11. 11. Viechtbauer W (2010) Conducting meta-analyses in R with the metafor package. Journal of Statistical Software 36: 1–48.
  12. 12. Mavalankar D, Singh A, Patel SR, Desai A, Singh PV (2009) Saving mothers and newborns through an innovative partnership with private sector obstetricians: Chiranjeevi scheme of Gujarat, India. Int J Gynaecol Obstet 107: 271–276.
  13. 13. Ahmed S, Khan MM (2011) Is demand-side financing equity enhancing? Lessons from a maternal health voucher scheme in Bangladesh. Soc Sci Med 72: 1704–1710.
  14. 14. Nguyen HT, Hatt L, Islam M, Sloan NL, Chowdhury J, et al. (2012) Encouraging maternal health service utilization: an evaluation of the Bangladesh voucher program. Soc Sci Med 74: 989–996.
  15. 15. Rob U, Rahman M, Bellows B (2009) Using vouchers to increase access to maternal healthcare in Bangladesh. Int Q Community Health Educ 30: 293–309.
  16. 16. Agha S (2011) Changes in the proportion of facility-based deliveries and related maternal health services among the poor in rural Jhang, Pakistan: results from a demand-side financing intervention. Int J Equity Health 10: 57.
  17. 17. Agha S (2011) Impact of a maternal health voucher scheme on institutional delivery among low income women in Pakistan. Reprod Health 8: 10.
  18. 18. Lim SS, Dandona L, Hoisington JA, James SL, Hogan MC, et al. (2010) India's Janani Suraksha Yojana, a conditional cash transfer programme to increase births in health facilities: an impact evaluation. Lancet 375: 2009–2023.
  19. 19. Ir P, Horemans D, Souk N, Van Damme W (2010) Using targeted vouchers and health equity funds to improve access to skilled birth attendants for poor women: a case study in three rural health districts in Cambodia. BMC Pregnancy Childbirth 10: 1.
  20. 20. Sosa-Rubi SG, Walker D, Servan E, Bautista-Arredondo S (2011) Learning effect of a conditional cash transfer programme on poor rural women's selection of delivery care in Mexico. Health Policy Plan 26: 496–507.
  21. 21. Morris SS, Flores R, Olinto P, Medina JM (2004) Monetary incentives in primary health care and effects on use and coverage of preventive health care interventions in rural Honduras: cluster randomised trial. Lancet 364: 2030–2037.
  22. 22. Ahmed S, Khan MM (2011) A maternal health voucher scheme: what have we learned from the demand-side financing scheme in Bangladesh? Health Policy Plan 26: 25–32.
  23. 23. Meuwissen LE, Gorter AC, Knottnerus AJ (2006) Impact of accessible sexual and reproductive health care on poor and underserved adolescents in Managua, Nicaragua: a quasi-experimental intervention study. J Adolesc Health 38: 56.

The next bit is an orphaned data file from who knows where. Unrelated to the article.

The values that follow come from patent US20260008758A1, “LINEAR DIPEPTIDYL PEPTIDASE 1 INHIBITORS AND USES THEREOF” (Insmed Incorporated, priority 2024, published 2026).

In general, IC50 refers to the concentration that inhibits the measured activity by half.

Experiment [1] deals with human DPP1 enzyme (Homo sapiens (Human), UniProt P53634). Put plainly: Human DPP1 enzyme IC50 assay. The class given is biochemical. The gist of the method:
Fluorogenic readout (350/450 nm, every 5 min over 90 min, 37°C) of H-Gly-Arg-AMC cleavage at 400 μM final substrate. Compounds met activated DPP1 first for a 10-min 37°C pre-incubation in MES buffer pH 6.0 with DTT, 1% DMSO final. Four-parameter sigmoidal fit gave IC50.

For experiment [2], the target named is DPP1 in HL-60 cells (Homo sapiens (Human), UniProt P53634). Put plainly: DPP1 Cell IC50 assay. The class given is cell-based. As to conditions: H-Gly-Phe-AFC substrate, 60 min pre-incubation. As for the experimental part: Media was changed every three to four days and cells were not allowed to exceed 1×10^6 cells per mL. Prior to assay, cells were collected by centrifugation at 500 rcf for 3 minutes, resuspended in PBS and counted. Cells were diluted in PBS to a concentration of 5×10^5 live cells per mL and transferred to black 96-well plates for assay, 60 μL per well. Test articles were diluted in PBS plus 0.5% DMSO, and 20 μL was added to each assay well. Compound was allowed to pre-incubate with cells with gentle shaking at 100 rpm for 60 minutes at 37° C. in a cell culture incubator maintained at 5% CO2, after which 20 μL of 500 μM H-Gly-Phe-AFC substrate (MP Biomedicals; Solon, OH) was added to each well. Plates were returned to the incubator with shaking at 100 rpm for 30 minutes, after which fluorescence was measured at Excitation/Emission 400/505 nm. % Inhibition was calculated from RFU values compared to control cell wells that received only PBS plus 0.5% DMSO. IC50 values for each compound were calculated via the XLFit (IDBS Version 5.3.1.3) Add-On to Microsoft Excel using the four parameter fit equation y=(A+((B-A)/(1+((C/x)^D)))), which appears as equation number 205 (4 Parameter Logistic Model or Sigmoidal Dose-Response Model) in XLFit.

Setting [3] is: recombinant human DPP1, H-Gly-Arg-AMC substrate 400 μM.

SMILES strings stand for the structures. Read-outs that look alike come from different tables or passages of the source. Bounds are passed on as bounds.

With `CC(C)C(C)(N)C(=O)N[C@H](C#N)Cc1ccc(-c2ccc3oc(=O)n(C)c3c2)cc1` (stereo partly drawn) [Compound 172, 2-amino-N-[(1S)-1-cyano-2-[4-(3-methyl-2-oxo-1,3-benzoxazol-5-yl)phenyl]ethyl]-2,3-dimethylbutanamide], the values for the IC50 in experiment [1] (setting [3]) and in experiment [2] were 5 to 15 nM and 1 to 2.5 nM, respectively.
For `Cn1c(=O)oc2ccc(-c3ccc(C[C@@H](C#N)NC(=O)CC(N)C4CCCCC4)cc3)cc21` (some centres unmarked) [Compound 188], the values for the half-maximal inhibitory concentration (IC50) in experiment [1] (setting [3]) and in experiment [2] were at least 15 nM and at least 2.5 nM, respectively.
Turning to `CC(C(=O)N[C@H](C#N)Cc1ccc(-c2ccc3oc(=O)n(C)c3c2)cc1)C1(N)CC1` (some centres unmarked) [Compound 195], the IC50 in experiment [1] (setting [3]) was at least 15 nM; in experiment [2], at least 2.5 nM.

24. 24. Feldman BS, Zaslavsky AM, Ezzati M, Peterson KE, Mitchell M (2009) Contraceptive use, birth spacing, and autonomy: an analysis of the Oportunidades program in rural Mexico. Stud Fam Plann 40: 51–62.
  25. 25. Banerjee AV, Duflo E, Glennerster R, Kothari D (2010) Improving immunisation coverage in rural India: clustered randomised controlled evaluation of immunisation campaigns with and without incentives. Bmj 340: c2220.
  26. 26. Barham T, Maluccio JA (2009) Eradicating diseases: The effect of conditional cash transfers on vaccination coverage in rural Nicaragua. J Health Econ 28: 611–621.
  27. 27. Barham T (2005) The impact of the Mexican conditional cash transfer program on immunization rates. Boulder: Department of Agriculture and Resource Economics, University of Colorado.
  28. 28. McQuestion MJ, Velasquez A (2006) Evaluating program effects on institutional delivery in Peru. Health Policy 77: 221–232.
  29. 29. Uddin MJ, Saha NC, Islam Z, Khan IA, Shamsuzzaman, et al (2012) Improving low coverage of child immunization in rural hard-to-reach areas of Bangladesh: findings from a project using multiple interventions. Vaccine 30: 168–179.
  30. 30. Meegan ME, Conroy RM, Lengeny SO, Renhault K, Nyangole J (2001) Effect on neonatal tetanus mortality after a culturally-based health promotion programme. Lancet 358: 640–641.
  31. 31. Lagarde M, Haines A, Palmer N (2007) Conditional cash transfers for improving uptake of health interventions in low- and middle-income countries: a systematic review. JAMA 298: 1900–1910.
  32. 32. Gwatkin DR, Bhuiya A, Victora CG (2004) Making health systems more equitable. Lancet 364: 1273–1280.
  33. 33. Hart JT (1971) The inverse care law. Lancet 1: 405–412.
  34. 34. Thomsen S, Ng N, Biao X, Bondjers G, Kusnanto H, et al.. (2013) Bringing evidence to policy to achieve health-related MDGs for all: justification and design of the EPI-4 project in China, India, Indonesia, and Vietnam. Glob Health Action 6.